How to Make Resin Paper Mache Paste

kids mixing ingredients

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Project Overview
  • Total Time: 30 mins
  • Skill Level: Beginner
  • Estimated Cost: $5

Paper mache crafting involves molding strips of paper and an adhesive into three-dimensional objects. Once dried, the material is hard and can be painted or otherwise decorated any way you like. While you can purchase pre-made paper mache paste from craft stores, it's also quick and easy to make your own. There are various recipes, including the less common resin paper mache paste. While resin paper mache paste isn't as easy to clean up as standard paper mache paste recipes, it's still a good paste to use. It dries to a very hard finish, making it ideal for when you want your finished project to be especially strong and durable. Use resin paper mache paste for crafts you want to last a long time, not a temporary object like a piñata.


When making this paste, avoid using cooking equipment that you still use to prepare food. You often can find inexpensive pots and other kitchen gear at secondhand stores that you can use for crafting.

What You'll Need

Equipment / Tools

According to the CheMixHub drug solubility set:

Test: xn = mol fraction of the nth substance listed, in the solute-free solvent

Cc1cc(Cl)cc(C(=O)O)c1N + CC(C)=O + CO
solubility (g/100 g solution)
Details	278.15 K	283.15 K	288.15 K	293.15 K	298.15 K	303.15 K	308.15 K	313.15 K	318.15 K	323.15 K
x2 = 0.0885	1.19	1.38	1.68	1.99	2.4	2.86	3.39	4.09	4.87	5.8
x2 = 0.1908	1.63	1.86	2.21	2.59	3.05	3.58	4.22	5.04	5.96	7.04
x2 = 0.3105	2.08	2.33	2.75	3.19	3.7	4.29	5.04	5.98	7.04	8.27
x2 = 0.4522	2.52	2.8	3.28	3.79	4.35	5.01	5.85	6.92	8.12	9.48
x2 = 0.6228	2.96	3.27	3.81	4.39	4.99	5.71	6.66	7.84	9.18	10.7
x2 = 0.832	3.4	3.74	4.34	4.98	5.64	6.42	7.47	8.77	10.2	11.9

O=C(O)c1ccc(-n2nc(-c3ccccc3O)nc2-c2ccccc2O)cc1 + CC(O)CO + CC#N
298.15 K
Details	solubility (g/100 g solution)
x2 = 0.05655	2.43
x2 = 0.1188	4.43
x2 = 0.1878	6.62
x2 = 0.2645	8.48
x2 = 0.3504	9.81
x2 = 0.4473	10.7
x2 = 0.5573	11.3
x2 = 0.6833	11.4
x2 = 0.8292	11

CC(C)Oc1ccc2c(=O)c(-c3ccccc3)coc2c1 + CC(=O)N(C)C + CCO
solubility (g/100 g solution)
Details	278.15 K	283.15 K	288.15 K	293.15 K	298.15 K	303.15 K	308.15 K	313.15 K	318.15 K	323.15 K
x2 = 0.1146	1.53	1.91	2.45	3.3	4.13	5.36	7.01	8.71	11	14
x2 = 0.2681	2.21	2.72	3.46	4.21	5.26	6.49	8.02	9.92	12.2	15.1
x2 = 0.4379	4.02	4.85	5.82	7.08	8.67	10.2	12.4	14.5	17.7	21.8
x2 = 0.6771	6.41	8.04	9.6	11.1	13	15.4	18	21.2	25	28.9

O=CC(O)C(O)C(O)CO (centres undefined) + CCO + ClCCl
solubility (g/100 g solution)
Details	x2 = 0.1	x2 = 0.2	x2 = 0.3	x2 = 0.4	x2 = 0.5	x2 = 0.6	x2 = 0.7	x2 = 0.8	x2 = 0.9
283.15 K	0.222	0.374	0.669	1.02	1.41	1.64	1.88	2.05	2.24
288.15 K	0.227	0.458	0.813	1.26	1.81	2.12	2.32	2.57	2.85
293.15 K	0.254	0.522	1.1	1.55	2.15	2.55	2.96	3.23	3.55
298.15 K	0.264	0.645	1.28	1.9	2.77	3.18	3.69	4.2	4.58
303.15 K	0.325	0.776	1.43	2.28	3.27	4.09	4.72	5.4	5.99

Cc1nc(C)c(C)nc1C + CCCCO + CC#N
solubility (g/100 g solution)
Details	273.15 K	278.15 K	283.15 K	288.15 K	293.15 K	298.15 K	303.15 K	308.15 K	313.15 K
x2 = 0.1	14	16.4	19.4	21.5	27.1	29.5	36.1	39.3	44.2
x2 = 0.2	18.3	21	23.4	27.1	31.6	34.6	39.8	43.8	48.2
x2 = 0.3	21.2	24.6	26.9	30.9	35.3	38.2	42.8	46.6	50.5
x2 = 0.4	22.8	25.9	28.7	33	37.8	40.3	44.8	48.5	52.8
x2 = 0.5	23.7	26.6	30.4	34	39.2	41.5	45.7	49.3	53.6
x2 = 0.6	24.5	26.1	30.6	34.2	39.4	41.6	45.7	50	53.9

• Measuring cups
  • Pot
  • Mixing bowl
  • Spoon or whisk
  • Storage container with an airtight lid


  • 1 cup Flour
  • 1/2 cup Resin glue powder
  • 4 cups Water


  1. Boil 3 Cups of Water

    To begin making your resin paper mache paste, bring 3 cups of water to a boil in your pot.

  2. Mix the Flour and Resin Glue Powder

    While you are waiting for the water to boil, mix together 1 cup of flour and 1/2 cup of resin glue powder. Then, slowly stir in 1 cup of very warm water. Briskly stir the mixture to remove any lumps.

  3. Add the Flour Mixture to the Boiling Water

    Once your pot of water is boiling, slowly stir in the flour mixture. Mix it well, and let it boil for two to three minutes or until the mixture is clear and smooth.

  4. Use or Store the Glue

    You can use your paper mache resin glue right away after it has slightly cooled. Or you can store it in an airtight container in the refrigerator. It should keep for about a week, though the mixture can start to separate and alter the consistency of the glue after a few days.

A Brief History of Paper Mache

The French term papier-mâché translates to "chewed paper." Traditionally, there were many variations of paper mache used in places including ancient Egypt, the Middle East, and Europe. Coffins in Egypt were typically made from layers of papyrus or linen and then covered with plaster. In Persia, paper mache was also used to create small trays and containers that were then decoratively painted. Places like China, India, and Japan used paper mache to create fancy components for protective military gear.

Other paper mache objects created around the world throughout history have included paper boats, masks, and observatory domes. Today in the United States, paper mache is mostly used for carnival floats, puppetry, theater sets and costumes, and arts and crafts projects.